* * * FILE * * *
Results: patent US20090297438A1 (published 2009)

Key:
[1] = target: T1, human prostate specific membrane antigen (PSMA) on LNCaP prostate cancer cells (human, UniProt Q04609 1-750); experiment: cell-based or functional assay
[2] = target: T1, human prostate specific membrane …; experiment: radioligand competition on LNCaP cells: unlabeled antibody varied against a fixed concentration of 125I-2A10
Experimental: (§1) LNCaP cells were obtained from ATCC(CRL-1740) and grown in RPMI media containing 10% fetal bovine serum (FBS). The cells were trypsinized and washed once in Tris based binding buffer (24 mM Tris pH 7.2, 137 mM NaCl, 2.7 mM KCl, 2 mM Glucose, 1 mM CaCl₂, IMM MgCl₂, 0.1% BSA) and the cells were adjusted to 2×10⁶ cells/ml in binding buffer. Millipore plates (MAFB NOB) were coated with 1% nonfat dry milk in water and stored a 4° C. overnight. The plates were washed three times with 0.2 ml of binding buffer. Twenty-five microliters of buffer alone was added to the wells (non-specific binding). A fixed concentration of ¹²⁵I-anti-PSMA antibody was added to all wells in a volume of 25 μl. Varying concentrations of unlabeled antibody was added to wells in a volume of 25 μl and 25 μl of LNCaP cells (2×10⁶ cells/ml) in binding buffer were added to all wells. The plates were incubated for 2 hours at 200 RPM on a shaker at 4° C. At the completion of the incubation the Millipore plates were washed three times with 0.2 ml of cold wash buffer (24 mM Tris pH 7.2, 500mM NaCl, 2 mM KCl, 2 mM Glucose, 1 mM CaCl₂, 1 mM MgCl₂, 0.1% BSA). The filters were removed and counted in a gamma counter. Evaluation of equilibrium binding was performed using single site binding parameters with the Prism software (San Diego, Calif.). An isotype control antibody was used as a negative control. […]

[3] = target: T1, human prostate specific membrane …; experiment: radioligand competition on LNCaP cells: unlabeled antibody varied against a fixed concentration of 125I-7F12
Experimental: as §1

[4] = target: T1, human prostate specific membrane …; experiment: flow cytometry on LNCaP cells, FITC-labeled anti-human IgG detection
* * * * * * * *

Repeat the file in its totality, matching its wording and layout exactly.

Results: patent US20090297438A1 (published 2009)

Key:
[1] = target: T1, human prostate specific membrane antigen (PSMA) on LNCaP prostate cancer cells (human, UniProt Q04609 1-750); experiment: cell-based or functional assay
[2] = target: T1, human prostate specific membrane …; experiment: radioligand competition on LNCaP cells: unlabeled antibody varied against a fixed concentration of 125I-2A10
Experimental: (§1) LNCaP cells were obtained from ATCC(CRL-1740) and grown in RPMI media containing 10% fetal bovine serum (FBS). The cells were trypsinized and washed once in Tris based binding buffer (24 mM Tris pH 7.2, 137 mM NaCl, 2.7 mM KCl, 2 mM Glucose, 1 mM CaCl₂, IMM MgCl₂, 0.1% BSA) and the cells were adjusted to 2×10⁶ cells/ml in binding buffer. Millipore plates (MAFB NOB) were coated with 1% nonfat dry milk in water and stored a 4° C. overnight. The plates were washed three times with 0.2 ml of binding buffer. Twenty-five microliters of buffer alone was added to the wells (non-specific binding). A fixed concentration of ¹²⁵I-anti-PSMA antibody was added to all wells in a volume of 25 μl. Varying concentrations of unlabeled antibody was added to wells in a volume of 25 μl and 25 μl of LNCaP cells (2×10⁶ cells/ml) in binding buffer were added to all wells. The plates were incubated for 2 hours at 200 RPM on a shaker at 4° C. At the completion of the incubation the Millipore plates were washed three times with 0.2 ml of cold wash buffer (24 mM Tris pH 7.2, 500mM NaCl, 2 mM KCl, 2 mM Glucose, 1 mM CaCl₂, 1 mM MgCl₂, 0.1% BSA). The filters were removed and counted in a gamma counter. Evaluation of equilibrium binding was performed using single site binding parameters with the Prism software (San Diego, Calif.). An isotype control antibody was used as a negative control. […]

[3] = target: T1, human prostate specific membrane …; experiment: radioligand competition on LNCaP cells: unlabeled antibody varied against a fixed concentration of 125I-7F12
Experimental: as §1

[4] = target: T1, human prostate specific membrane …; experiment: flow cytometry on LNCaP cells, FITC-labeled anti-human IgG detection